Date of Award

1981

Document Type

Dissertation

Degree Name

Doctor of Philosophy (PhD)

Abstract

This exploratory, descriptive study of the social environments of two nursing homes and of the styles of participation that old residents develop has been guided by the symbolic interactionist premise that people act toward things on the basis of the meanings these things have for them. Participant observation was the primary data gathering technique, but two survey type instruments were also used. The goals of the study were to make contributions to (1) the building of grounded, substantive theory in social gerontology; (2) improving data gathering techniques appropriate for studies of old people; and (3) solving practical problems in nursing homes. The social environments of the two nursing homes were described. This included a critique of the applicability of Goffman's total institution model to this type of facility. Also described were the characteristics of the residents and of the two facilities, staff-resident relationships, social relationships among the residents, a typical day, and residents' perceptions of their social environments. The meaning of nursing home residence was revealed by the "vocabulary of motives" that residents offered to explain or justify their presence in the facility. Styles of participation are coping strategies constructed by nursing home residents as adaptations to this type of social environment. Analysis of field notes led to identification of six different styles of participation among the nursing home residents observed. These were: satisfied customers, isolates, workers, busybodies, the future-oriented, and the chameleons. One conclusion of the study was that the following variables are important in explaining how old people participate in their social environments: the meaning the social environment of the nursing home has for the resident, heterogeneity among the residents, a person's mental and physical competence, and continuity in life style. Another conclusion was that use of participant observation as a data gathering technique is necessary when subjective meanings are sought and when some respondents live in separate realities or are aphasic. Finally, some recommendations were made for improving the social environment of nursing homes. These focused primarily on increasing opportunities for friendships and community feelings among residents.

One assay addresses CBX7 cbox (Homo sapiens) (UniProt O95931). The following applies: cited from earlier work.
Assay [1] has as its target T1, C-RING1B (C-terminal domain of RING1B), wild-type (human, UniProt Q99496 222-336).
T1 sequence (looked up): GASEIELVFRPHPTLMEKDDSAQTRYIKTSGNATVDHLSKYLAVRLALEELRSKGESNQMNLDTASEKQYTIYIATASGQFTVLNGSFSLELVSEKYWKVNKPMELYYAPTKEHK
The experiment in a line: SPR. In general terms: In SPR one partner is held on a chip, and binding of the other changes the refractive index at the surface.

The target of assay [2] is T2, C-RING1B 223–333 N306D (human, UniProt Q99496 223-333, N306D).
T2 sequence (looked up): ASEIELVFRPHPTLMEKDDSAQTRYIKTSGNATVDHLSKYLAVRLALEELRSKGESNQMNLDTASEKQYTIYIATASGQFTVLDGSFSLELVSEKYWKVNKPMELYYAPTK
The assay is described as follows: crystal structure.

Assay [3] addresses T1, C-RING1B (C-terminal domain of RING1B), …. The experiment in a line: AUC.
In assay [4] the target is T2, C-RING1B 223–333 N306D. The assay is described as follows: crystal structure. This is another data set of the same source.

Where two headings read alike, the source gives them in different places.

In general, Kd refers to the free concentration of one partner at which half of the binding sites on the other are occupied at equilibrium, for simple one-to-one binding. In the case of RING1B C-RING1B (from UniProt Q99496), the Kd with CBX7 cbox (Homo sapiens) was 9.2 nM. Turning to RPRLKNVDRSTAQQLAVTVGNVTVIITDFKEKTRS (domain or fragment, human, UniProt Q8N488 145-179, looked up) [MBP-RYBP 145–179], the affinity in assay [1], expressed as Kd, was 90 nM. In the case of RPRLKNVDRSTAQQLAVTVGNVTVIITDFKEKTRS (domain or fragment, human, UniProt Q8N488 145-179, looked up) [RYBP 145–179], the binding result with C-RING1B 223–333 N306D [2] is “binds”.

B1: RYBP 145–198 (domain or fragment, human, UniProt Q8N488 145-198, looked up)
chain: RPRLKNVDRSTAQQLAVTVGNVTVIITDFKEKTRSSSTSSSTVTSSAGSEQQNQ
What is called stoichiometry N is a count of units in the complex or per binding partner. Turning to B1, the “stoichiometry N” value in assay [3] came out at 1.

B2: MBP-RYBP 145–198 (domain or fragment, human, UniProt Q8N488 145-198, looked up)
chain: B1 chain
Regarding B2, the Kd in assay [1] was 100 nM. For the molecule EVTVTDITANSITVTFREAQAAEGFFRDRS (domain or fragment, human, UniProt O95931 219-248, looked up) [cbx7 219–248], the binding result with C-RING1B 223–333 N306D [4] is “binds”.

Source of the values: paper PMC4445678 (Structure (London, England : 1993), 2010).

Pages

336

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